New Report Confirms the Devastating Nature of COVID-19 on Underserved School Districts and Communities in Mississippi


August 29, 2023

Press Contact: Nik Sibley,


JACKSON, MS — Today, the Mississippi Center for Justice (MCJ) released an extensive report analyzing the impact of COVID-19 on 12 public school districts in Mississippi. In the report, MCJ found that the enormous challenges of the pandemic compounded many pre-existing inequities in state funding that drastically worsened education outcomes, such as test scores and other indicators for students in rural, high-need districts.

“In studying the experiences of students and parents, it becomes evident how deeply these districts and others across Mississippi have been affected. From digital redlining to inadequate resources and staffing, their stories magnify the need for increased education funding to address the effects of the pandemic and the long-standing inequities that continue to plague too many districts in Mississippi,” said Kim L. Wiley, Education Policy Analyst & Project Coordinator at MCJ and author of the report. “Without long-term, targeted planning and financial investment to address broadband access, learning loss, and so much more, the opportunity gap for students in these communities will widen. Education is the great equalizer, and by failing to invest resources in future generations, we are impacting their ability to achieve in the classroom, post-secondary education, and the workforce.”

The COVID-19 Education & Impact Report investigates four key areas: Broadband Access, Learning Loss, COVID-19 Relief Funding, and Social-Emotional Impact. The analysis includes the following:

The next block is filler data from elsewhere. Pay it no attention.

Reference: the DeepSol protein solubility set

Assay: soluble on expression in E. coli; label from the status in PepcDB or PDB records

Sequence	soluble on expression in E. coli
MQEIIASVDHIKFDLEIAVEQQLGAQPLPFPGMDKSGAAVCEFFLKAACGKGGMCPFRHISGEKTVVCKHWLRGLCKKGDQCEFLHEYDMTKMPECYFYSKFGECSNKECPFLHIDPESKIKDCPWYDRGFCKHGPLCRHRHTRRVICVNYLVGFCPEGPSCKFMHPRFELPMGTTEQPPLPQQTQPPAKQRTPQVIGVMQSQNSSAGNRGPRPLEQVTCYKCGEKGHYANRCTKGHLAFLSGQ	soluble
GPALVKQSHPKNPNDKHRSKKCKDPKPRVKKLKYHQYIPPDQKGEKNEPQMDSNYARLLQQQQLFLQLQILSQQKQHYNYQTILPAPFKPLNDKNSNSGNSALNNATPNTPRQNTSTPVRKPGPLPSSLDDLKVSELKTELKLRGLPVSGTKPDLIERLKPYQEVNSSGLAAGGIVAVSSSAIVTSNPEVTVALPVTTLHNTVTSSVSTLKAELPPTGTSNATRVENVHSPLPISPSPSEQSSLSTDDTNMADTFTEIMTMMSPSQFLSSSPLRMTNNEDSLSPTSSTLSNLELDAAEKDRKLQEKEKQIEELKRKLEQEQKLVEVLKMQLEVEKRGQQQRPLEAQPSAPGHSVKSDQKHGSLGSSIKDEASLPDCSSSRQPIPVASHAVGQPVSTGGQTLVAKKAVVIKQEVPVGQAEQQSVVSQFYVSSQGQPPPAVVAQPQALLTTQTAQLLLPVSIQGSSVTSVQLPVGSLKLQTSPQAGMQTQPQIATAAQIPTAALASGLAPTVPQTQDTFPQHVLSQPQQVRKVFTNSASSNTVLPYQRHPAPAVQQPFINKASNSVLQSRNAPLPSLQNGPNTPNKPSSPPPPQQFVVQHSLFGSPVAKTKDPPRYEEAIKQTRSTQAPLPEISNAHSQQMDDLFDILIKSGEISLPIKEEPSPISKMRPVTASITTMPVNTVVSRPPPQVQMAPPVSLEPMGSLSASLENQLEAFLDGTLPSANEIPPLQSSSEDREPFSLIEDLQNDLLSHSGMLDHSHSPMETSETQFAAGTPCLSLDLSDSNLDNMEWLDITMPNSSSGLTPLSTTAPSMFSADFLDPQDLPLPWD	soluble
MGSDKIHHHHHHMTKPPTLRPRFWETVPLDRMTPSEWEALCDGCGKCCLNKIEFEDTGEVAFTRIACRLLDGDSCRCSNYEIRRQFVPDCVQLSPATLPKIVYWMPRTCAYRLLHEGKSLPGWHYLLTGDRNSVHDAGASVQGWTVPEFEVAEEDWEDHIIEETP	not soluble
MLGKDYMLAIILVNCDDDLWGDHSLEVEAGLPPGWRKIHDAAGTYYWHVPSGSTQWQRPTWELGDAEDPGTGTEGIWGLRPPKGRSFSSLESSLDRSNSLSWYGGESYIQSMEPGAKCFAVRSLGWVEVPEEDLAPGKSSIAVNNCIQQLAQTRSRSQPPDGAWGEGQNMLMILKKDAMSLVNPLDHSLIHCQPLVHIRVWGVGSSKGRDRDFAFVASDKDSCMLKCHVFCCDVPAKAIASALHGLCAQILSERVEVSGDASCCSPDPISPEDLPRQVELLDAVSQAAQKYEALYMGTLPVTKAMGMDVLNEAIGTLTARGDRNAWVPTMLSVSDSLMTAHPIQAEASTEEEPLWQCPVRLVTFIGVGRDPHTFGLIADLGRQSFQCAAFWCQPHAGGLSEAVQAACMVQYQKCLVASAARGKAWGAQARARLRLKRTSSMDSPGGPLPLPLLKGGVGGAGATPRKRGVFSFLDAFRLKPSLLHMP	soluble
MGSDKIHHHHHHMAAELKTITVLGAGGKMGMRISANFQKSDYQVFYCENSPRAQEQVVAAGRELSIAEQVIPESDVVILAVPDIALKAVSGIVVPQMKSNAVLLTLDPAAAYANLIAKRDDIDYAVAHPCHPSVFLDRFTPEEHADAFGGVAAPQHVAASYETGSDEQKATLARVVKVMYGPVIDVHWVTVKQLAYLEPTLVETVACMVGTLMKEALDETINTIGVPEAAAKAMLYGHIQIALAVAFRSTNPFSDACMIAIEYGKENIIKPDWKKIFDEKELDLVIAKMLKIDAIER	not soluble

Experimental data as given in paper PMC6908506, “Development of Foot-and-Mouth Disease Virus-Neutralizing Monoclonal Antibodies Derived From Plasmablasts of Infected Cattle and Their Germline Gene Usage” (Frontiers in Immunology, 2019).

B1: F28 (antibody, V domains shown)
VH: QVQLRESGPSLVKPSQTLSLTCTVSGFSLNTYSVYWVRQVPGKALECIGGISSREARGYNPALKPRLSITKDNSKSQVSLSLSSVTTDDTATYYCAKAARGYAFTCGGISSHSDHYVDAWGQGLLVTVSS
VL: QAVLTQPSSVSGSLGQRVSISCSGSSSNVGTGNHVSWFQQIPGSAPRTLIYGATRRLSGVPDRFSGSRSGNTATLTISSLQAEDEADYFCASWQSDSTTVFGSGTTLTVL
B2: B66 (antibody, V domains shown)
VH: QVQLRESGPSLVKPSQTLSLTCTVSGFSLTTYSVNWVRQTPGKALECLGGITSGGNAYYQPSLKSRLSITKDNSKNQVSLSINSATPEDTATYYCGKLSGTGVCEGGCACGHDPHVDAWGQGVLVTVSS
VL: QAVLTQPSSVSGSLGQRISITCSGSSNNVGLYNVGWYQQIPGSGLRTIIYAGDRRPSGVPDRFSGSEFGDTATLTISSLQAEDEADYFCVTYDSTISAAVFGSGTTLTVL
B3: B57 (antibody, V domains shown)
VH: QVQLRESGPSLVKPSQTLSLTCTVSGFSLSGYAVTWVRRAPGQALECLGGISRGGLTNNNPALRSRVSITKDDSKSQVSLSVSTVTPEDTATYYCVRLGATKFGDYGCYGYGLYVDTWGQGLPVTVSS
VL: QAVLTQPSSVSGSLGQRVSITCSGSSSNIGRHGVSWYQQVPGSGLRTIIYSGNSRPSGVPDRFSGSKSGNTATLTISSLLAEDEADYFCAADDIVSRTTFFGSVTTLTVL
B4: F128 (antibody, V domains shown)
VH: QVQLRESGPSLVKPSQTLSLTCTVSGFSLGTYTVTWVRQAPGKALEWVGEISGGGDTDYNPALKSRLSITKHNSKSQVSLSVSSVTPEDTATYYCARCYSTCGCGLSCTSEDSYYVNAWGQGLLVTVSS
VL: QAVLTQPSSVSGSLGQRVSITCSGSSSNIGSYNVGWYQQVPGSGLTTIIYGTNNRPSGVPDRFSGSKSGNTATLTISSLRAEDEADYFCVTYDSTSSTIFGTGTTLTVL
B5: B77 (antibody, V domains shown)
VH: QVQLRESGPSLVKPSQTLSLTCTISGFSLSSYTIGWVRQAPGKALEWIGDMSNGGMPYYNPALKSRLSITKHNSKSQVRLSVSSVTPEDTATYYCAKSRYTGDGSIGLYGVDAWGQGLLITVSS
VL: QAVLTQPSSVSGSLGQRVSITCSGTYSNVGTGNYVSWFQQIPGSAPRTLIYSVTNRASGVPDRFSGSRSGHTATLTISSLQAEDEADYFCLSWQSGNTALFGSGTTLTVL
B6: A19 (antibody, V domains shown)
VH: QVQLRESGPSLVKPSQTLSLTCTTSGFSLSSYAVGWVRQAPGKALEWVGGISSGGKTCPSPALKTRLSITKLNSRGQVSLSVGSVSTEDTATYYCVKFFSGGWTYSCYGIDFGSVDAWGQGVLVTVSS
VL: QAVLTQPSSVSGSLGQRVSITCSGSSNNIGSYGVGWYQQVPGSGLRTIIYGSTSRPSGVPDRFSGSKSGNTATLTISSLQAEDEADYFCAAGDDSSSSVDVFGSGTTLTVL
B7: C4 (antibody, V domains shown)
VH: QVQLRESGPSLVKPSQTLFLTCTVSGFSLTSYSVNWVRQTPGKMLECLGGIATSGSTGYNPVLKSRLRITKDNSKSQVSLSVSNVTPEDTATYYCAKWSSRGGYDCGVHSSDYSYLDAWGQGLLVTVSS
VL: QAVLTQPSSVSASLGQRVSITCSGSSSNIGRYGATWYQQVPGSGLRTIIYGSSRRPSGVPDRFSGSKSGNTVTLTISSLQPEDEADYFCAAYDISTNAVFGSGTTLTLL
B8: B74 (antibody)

• Broadband Access: Having digital tools without adequate broadband access left many students unserved. 25.8% of Black rural south households are unable to subscribe to high-speed broadband. 76.2% of Black rural south households do not use broadband of at least 25Mbps. 
    • Staffing Resources: Students in Mississippi continued to lack the social-emotional support they desperately need. The student-to-counselor ratio in Mississippi is 398 to 1, almost 60% higher than the American School Counselor Association recommendation of 250 to 1. 
    • Learning Loss: The Mississippi Academic Assessment Program (MAAP) reports a 46.8% proficiency in the state for math and 41.9% proficiency in English/language arts – however, districts in this study show proficiency levels at times less than half of the state average.  
    • Students with disabilities were among the hardest hit during the pandemic: Despite COVID-19 guidelines to meet Individuals with Disabilities Education Act (IDEA) requirements, many districts had difficulty meeting the needs of students with disabilities, leaving many of them and their parents with little to no support services.

“The pandemic was not the start of education inequities in Mississippi, but it added fuel to long-persistent problems within these school districts,” said Vangela M. Wade, President and CEO of the Mississippi Center for Justice. “For far too long, Mississippi’s students, teachers, school administrators, and parents have been failed by inadequate funding. To do better by students and school districts, we must rise to the occasion and bridge this gap, or we risk the future of countless bright young minds and the future of our state.”

These findings make clear the need for a joint effort among educators, lawmakers, parents, and communities to ensure that the students most impacted by the pandemic receive the additional educational support and resources they need to move forward. 

“This report is critical toward any serious effort to address the alarming disparities in educational opportunity in Mississippi that have been exacerbated as a result of COVID-19,” said Raymond C. Pierce, the president and CEO of the Southern Education Foundation. “The Southern Education Foundation is honored to support and have had a role in the development of this report.” 

The full report is available by clicking here


The Mississippi Center for Justice is dedicated to dismantling the state’s culture of inequity and injustice. Supported and staffed by attorneys and other professionals, the Center develops and pursues strategies to combat discrimination and poverty statewide.